Land Use, Land-Use Change and Forestry

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Sustainable Development

Article 2 of the Kyoto Protocol calls on Annex I Parties to promote sustainable development in the course of reducing GHG emissions, including the implementation of policies and measures undertaken in LULUCF. Article 12 explicitly identifies the achievement of sustainable development, along with the reduction of GHGs, as a central purpose and requirement of project activities undertaken in non-Annex I countries through the Clean Development Mechanism (CDM).

To implement the Protocol, the Parties will likely face a series of decisions and tradeoffs on a broad range of environmental and socioeconomic impacts on biodiversity; the quantity and quality of forest, grazing land, soil, and water resources; the ability to provide food, fiber, fuel, and shelter; and employment, poverty, and equity.

Although generalizing the impacts of LULUCF activities and projects on sustainable development across activities, locations, and time is difficult, the Parties may wish to consider a variety of broad environmental and socioeconomic synergies and tradeoffs:

  • Converting non-forest land to forest will typically increase the diversity of flora and fauna, except in situations where biologically diverse non-forest ecosystems, such as native grasslands, are replaced by forests consisting of single or a few species. These negative impacts can be mitigated, however, by measures that lengthen rotations, maintain understory vegetation, use native tree species, and minimize chemical inputs. Avoiding deforestation can provide potentially large co-benefits, including protection of biodiversity, water, and soil resources and maintenance of non-timber forest products and services.
  • Converting land from agricultural use to forest or avoiding the conversion of forests to agriculture on the margin enhances the socioeconomic role of the forest sector and diminishes the role of the agricultural sector. Where agricultural land is scarce (i.e., through high population growth and/or expanding cultivation), the economic and social impacts could be large unless forest expansion/conservation is coupled with agricultural intensification and related measures.
  • Changing the management of forests to store more carbon (or release less carbon) will alter the size and structure of forests. More intensive forms of management that increase tree biomass may make more timber available for eventual harvest, but such management may also impart some negative consequences on other ecosystem components. Alternatively, if current commercial management practices are modified to leave more biomass in the forest for longer periods of time (e.g., extended rotation lengths, reduced-impact logging), other ecosystem functions may benefit while timber production is curtailed.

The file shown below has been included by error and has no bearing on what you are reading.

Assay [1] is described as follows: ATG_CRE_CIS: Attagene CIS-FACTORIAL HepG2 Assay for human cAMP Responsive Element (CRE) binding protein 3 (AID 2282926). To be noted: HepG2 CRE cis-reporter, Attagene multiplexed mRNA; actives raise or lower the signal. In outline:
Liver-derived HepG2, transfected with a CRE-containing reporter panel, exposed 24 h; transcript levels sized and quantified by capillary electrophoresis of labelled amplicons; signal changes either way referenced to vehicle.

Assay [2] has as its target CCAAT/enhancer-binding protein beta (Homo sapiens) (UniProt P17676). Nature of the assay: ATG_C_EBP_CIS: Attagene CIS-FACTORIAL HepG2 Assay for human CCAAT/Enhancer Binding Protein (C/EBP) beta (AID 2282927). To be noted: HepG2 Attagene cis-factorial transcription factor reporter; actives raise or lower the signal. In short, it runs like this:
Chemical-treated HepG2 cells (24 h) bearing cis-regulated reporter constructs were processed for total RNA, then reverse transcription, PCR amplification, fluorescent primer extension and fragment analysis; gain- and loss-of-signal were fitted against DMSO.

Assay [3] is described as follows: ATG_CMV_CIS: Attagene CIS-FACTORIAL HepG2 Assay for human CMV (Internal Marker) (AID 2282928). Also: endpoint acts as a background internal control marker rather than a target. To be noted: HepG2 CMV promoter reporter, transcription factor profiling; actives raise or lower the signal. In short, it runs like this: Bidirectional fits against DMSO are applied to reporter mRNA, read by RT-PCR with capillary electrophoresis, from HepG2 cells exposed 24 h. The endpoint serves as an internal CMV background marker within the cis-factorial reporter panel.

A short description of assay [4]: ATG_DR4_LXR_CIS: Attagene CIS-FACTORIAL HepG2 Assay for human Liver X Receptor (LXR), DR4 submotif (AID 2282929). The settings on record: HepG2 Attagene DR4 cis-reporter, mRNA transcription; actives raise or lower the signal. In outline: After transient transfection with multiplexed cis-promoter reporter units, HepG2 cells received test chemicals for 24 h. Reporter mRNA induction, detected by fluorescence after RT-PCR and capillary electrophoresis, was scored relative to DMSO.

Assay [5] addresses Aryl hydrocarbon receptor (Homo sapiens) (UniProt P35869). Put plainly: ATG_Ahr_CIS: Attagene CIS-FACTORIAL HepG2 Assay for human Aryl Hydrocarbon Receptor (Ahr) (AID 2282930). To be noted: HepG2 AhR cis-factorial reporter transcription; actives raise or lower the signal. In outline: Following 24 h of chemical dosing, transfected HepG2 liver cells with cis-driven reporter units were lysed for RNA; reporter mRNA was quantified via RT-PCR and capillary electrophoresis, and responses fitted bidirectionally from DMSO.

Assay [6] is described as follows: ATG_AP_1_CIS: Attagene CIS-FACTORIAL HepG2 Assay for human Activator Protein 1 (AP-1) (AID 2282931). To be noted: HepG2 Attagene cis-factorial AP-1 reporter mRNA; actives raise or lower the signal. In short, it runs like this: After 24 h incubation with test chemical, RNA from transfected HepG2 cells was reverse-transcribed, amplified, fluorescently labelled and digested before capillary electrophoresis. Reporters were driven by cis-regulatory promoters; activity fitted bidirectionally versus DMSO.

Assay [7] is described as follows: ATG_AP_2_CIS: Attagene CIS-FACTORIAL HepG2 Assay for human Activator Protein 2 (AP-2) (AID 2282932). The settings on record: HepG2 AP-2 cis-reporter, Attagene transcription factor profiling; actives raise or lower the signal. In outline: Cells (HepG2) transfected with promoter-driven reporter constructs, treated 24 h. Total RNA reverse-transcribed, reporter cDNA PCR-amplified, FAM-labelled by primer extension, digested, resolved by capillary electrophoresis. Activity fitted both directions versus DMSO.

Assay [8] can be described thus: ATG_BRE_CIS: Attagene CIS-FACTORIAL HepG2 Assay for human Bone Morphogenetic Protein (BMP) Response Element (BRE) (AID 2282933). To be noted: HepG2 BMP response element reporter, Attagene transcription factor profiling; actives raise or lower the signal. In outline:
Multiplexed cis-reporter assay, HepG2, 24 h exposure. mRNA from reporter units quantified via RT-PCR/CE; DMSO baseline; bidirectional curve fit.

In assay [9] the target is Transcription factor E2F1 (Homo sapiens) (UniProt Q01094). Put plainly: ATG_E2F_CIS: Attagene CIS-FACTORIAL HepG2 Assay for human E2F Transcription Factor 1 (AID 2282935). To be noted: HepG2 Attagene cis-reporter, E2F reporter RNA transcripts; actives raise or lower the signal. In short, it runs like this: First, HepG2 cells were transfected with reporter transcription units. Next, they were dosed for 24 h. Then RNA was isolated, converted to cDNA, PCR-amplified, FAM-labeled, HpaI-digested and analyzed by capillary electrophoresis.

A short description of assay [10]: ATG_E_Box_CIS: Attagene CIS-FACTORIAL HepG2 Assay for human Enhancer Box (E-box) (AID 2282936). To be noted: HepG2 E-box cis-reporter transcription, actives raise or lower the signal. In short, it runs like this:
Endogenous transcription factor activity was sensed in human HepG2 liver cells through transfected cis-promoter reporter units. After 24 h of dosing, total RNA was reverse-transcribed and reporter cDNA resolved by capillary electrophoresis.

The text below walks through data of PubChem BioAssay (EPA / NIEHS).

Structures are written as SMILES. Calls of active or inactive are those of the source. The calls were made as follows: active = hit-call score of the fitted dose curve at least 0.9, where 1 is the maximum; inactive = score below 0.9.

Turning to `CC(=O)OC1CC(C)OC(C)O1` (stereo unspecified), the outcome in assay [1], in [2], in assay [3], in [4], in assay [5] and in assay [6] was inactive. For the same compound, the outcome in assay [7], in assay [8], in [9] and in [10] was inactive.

• Managing agricultural soils to sequester more carbon is likely to reduce soil erosion and increase soil fertility. Thus, the opportunity costs of these activities may be relatively low if they enhance rather than diminish food security for affected populations.

In implementing Articles 2 and 12 of the Kyoto Protocol, the Parties may decide whether to establish international or national criteria to ensure that LULUCF activities and projects are consistent with sustainable development objectives. With regard to activities within countries or projects between countries, if criteria vary significantly across countries or regions, there may be incentives to locate activities and projects in areas with less stringent environmental or socioeconomic criteria.

A system of criteria and indicators could be used to assess and compare sustainable development impacts across LULUCF alternatives. No agreed-upon set of indicators currently exists, however. Parties could draw from a variety of systems under development for closely related purposes, such as criteria and indicators for sustainable forest management or the United Nations Commission on Sustainable Development, to develop an assessment tool for LULUCF measures under the Protocol.

Several sustainable development objectives are the focus of other multilateral environmental agreements, including the UN Convention on Biological Diversity, the UN Convention to Combat Desertification, and the Ramsar Convention on Wetlands. Parties may need to decide whether and how to ensure that LULUCF definitions, activities, and projects are implemented in a manner that is consistent with the goals and objectives of these Conventions and other relevant international agreements.

There are a variety of ways to assess the sustainable development impacts of LULUCF projects, depending on who has responsibility for performing the assessment, what standards are used, and how the standards are developed. Assessment standards can be based on local, regional, sectoral, national, or international criteria.

More formal approaches to sustainable development assessment that could be applied at the project level include environmental and socioeconomic impact assessments, ISO 14000, and forest certification. These methods have been applied across a wide range of activities and countries, and they could be modified so that they are applicable to LULUCF projects. Their use could raise project costs and slow implementation, however.

Key logistical factors affecting the sustainable development contributions of LULUCF activities and projects include institutional and technical capacity to develop and implement guidelines and procedures; the extent and effectiveness of local community participation in development and implementation; and technology transfer and adaptation.

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